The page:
Toronto 2007

By Brandon Wee

Fall 2007 Issue of KINEMA


With a festival as big as Toronto's, pinning down a general theme about its line-up each year would seem to defy its promise of something-for-everyone, as this year's slate of 349 films from 55 countries showed. Although larger media outlets named discernible themes among the festival's subsections anyway - "frustrated youth" for one; "war in Iraq and global terrorism" for another, the most engaging films this year were apt to be foremost of all, engaging and well-told stories. Here are ten examples:

4 Months, 3 Weeks and 2 Days (Cristian Mungiu, Romania 2007)
The waning period of the Ceausescu regime sets the stage for a young woman's labours to arrange a back-alley abortion for her college roommate. Although the illegality of the undertaking furnishes much of the plot's intrigue, the film's gravitas owes much to Mungiu's calibrated direction, which eschews reactionary drama, editing, and music for a spartan and clinical palette. The story's political backdrop isn't of central concern, but its significance nevertheless informs several critical moments: the hunt for a hotel room, negotiations with the abortionist, and a casual dinner party - surely the film's most revealing scene.

Beyond The Years (Im Kwon-taek, South Korea 2007)
Adapted from the novel, The Wanderer of Seonhak-dong by Lee Cheong-joon, Im's one-hundredth film sees Oh Jung-hae reprising her role as the long-suffering daughter from her debut in Im's Sopyonje (1993). It's a lovely reinterpretation of the same tale, told from a man's reminiscence: how he had fled his father's punishing instruction of the pansori as a boy and sacrificed the affection he had for his stepsister; his return years later to consummate this love opens this story. Unlike Sopyonje's coup at the South Korean box office 14 years ago, Beyond The Years has regrettably failed to level the honour.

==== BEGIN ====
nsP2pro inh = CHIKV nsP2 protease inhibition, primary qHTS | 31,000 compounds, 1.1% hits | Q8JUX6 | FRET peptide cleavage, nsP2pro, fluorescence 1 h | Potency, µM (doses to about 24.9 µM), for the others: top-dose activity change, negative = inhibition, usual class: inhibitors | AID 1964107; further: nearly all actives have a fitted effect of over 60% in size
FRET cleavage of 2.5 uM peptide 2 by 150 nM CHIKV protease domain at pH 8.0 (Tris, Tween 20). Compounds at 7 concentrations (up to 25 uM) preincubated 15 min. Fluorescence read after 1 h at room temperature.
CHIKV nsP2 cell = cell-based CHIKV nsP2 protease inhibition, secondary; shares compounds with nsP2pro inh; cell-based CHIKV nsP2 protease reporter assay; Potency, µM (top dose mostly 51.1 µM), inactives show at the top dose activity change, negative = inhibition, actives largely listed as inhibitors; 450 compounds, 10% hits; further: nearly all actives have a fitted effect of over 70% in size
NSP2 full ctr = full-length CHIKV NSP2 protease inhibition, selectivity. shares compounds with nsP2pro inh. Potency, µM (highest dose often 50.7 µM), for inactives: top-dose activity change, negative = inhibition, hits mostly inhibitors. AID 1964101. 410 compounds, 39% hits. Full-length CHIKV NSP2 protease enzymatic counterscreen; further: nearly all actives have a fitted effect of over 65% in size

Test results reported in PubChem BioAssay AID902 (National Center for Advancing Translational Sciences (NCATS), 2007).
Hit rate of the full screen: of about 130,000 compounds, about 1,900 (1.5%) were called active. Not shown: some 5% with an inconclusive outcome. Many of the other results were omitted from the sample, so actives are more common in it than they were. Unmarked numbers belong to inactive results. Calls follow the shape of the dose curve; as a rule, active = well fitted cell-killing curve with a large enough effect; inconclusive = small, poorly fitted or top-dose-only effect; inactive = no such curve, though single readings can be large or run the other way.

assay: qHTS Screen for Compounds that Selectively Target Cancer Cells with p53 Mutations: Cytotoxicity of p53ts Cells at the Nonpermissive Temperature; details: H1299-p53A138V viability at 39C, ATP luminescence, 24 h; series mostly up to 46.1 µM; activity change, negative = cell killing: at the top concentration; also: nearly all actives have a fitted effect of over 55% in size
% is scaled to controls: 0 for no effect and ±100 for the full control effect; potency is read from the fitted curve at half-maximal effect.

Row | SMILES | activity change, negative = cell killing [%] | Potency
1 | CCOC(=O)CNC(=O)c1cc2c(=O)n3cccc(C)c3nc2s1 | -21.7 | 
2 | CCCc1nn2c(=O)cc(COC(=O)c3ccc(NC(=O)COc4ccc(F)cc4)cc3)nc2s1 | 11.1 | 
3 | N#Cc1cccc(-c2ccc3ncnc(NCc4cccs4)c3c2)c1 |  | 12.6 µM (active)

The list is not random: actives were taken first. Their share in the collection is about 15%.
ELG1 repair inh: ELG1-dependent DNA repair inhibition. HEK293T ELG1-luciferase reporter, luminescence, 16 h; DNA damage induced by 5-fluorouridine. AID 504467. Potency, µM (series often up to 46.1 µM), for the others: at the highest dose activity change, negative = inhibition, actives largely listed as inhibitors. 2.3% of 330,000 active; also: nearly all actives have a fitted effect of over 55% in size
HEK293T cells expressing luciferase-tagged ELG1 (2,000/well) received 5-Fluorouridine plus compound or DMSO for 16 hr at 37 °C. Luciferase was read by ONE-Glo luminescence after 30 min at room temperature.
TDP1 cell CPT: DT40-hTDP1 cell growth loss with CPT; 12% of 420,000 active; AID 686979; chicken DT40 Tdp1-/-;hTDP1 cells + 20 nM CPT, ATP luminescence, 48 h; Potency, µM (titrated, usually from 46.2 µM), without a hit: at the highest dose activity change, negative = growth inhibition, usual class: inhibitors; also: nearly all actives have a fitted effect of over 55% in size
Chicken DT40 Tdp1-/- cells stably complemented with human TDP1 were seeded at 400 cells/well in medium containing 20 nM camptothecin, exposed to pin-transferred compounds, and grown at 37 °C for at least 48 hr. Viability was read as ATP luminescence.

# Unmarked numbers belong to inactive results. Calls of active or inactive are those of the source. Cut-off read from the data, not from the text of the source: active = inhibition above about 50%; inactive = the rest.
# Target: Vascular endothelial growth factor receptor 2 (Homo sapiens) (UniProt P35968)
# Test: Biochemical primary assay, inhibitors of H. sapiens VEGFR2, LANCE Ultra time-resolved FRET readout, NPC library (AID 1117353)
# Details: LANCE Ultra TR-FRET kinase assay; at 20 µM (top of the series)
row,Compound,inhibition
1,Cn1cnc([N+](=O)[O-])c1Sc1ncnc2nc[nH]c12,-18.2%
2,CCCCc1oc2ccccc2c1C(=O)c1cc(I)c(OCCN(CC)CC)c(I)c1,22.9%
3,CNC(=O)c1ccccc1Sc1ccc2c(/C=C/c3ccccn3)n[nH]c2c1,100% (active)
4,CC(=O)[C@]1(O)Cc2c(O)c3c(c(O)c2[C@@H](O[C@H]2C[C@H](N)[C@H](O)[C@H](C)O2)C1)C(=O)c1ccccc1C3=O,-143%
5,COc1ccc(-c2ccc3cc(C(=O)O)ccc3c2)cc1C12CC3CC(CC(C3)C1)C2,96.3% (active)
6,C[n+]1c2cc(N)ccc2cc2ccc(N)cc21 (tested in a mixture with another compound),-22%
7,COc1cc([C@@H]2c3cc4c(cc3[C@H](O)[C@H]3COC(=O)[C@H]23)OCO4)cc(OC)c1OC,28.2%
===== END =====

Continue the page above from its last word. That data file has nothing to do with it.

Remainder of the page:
Buddha Collapsed Out of Shame (Hana Makhmalbaf, Iran 2007)
As with her elder sister, Samira's The Apple (1998), Hana Makhmalbaf's own debut feature boasts a similar precocity. Written by her mother, director Marziyeh Meshkini, the story is about a young Afghan village girl who learns to survive under patriarchal rule. Employing a realist style, and with imagery steeped in indignation at Afghanistan's political realities, the youngest Makhmalbaf also teases remarkable performances from her young leads (Nikbakht Noruz in particular), all of which sustain the film's charm. The fable-like title refers to the two colossal statues of Buddha in central Afghanistan, which the Taliban destroyed in 2001.

The Exodus (Pang Ho-cheung, Hong Kong/China 2007)
To whet the appetite for Pang's latest film, the lesser said, the better - although a whiff of what's being served is necessary. Simon Yam plays a guileless veteran cop who dismisses the defence of a male voyeur caught in a female washroom. But when the suspect changes his plea to "guilty" the next day, he becomes convinced a private investigation is necessary. Pang, who has regularly used black humour as a seasoning to succulent effect, marinates The Exodus the same way, although he's admittedly allowed this dish to over-simmer. As such, many will find the recipe strictly an acquired taste.

It's a Free World... (Ken Loach, UK/Italy/Germany/Spain 2007)
The prospects of winning and losing in a globalized world anchor Loach's contemporary tale of an ambitious single mother who, along with her best pal, sets up a recruitment agency to act as an intermediary between her business contacts and London's growing pool of illegal labour. Sounding cautionary alarm, the film advocates that greed can only advance a vicious circle - especially, according to Loach, when "abuse is built into the system." In her debut film role, Kierston Wareing is smartly cast as a woman naive enough to believe she can strike a fortune while doing favours for those less fortunate.